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Tasmanian Whisky - Everything You Need to Know! (Part 8: William McHenry and The Small Concern)

by Michael Orson     20. February 2015 17:03

William McHenry distillery

This is the final instalment in my series on Tasmanian Whisky and we begin with William McHenry and Sons; a distillery located about as remotely as you could imagine, on the southeastern tip of Tasmania.

The distillery has its connections with the Gaelic whisky world; the owner, William McHenry, being a descendant of an Isle of Skye whisky smuggler. By trade, McHenry was in the pharmaceutical industry, and lived in Sydney, and one balmy Australian day at a barbecue, a friend made a passing comment about William’s Scottish roots, and the idea of making a whisky in honour of them. A few years later, McHenry moved with his family to Tasmania, settling on a beautiful 100-acre estate close to Port Arthur, an historic penal colony.

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Tasmanian Whisky - Everything You Need to Know! (Part 7: Redlands Distillery)

by Michael Orson     13. February 2015 14:58

Redlands distillery

Born in London in 1788, George Frederick Read was an illustrious merchant, believed to have brought one of the first merchant vessels through the Torres Straight (which runs between Papua New Guinea and northern Australia). During his career, he traded between India, China and Australia, though it was in the latter country in which settled, first in a town allotment in Sydney, then later, owing to asthma, in Hobart, Tasmania’s largest city.

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Tasmanian Whisky - Everything You Need to Know! (Part 6: Nant Distillery)

by Michael Orson     5. February 2015 11:30

Nant distillery

This week we’ll be looking at Nant – one of the most critically acclaimed distilleries on Tasmania, with high profile fans including legendary whisky commentator Jim Murray.

It began in 2004, when Brisbane-based property developer Keith Batt purchased the Nant Estate, just an hour from Hobart. This ancient estate was built in around 1821, and since the 2004 purchase, it has been lovingly and carefully restored with an investment of some $5 million. The result is arrestingly beautiful; a stunning estate surrounded by breathtakingly scenic countryside.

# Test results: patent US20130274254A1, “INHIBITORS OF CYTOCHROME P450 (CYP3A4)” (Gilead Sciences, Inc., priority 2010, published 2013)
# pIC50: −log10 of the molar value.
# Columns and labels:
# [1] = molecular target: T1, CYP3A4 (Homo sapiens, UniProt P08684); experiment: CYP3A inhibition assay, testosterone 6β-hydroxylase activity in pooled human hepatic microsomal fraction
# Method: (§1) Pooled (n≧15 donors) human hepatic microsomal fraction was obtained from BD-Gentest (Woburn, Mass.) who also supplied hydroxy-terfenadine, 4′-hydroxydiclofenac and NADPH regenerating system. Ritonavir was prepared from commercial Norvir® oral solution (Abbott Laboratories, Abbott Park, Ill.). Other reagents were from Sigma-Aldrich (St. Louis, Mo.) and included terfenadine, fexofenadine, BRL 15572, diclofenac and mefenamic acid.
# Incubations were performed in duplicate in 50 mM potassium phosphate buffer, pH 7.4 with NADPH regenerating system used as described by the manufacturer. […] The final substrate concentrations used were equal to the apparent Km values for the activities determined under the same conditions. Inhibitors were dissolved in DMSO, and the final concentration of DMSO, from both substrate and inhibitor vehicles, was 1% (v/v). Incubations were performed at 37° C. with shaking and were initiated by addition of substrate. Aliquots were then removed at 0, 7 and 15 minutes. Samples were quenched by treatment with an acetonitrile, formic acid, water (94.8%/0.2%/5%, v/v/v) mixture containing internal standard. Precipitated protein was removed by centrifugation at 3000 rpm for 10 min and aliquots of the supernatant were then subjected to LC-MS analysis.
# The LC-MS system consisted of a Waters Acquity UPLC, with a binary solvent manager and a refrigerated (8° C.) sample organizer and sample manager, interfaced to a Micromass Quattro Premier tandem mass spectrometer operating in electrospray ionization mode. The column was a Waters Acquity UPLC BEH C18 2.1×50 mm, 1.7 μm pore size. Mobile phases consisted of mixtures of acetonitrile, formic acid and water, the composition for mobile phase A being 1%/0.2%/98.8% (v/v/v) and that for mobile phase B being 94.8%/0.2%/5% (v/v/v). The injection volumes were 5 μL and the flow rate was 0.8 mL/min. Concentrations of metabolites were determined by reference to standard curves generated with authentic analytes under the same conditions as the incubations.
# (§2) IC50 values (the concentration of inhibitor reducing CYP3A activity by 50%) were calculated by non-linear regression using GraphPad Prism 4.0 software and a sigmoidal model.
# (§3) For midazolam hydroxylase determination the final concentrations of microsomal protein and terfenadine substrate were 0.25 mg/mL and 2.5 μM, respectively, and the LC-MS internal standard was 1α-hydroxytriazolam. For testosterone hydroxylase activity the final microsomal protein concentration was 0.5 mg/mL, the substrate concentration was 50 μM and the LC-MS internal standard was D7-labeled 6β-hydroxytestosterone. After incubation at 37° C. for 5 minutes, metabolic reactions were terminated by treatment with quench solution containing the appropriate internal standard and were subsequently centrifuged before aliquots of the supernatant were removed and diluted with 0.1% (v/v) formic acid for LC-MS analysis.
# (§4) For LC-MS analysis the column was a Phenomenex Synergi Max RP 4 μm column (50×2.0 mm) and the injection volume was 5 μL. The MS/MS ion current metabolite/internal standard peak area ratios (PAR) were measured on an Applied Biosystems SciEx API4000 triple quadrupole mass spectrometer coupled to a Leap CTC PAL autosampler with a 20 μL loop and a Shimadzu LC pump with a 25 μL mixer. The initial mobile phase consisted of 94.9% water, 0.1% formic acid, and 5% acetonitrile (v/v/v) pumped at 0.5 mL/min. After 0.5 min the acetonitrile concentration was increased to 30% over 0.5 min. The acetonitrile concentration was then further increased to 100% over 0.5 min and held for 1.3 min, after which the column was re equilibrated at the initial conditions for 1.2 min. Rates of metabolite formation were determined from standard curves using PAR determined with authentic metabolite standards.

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Tasmanian Whisky - Everything You Need to Know! (Part 5: Hellyers Road)

by Michael Orson     21. January 2015 09:46

Hellyers Road distillery

Born in Hampshire, England in 1790, Henry Hellyer trained as an architect and surveyor, and was one of the first officers to sign up for the Van Dieman’s Land Company shortly after it was formed in 1825.

Later to become Chief Surveyor and Chief Architect, his work in Tasmania made him legendary, so much so that after his resignation in 1832, the Court of Directors described his “unwearied exertions for the company... his personal privation and risk in exploring the country, and the admirable maps and plans.”

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Master of Cocktails - The Marronhattan

by Ben Ellefsen     22. December 2014 10:39

Master of Cocktails Marronhattan

Greetings all - time for this week's #MasterofCocktails. I'm very much aware that this one's sort of like the Christmas Number one, so we've got a really good one for you. It's a manhattan variant made with an *amazing* Single-Barrel Bourbon (props to Maverick Drinks' Michael Vachon on the cask selection), and Creme de Chataigne liqueur (Chestnut liqueur).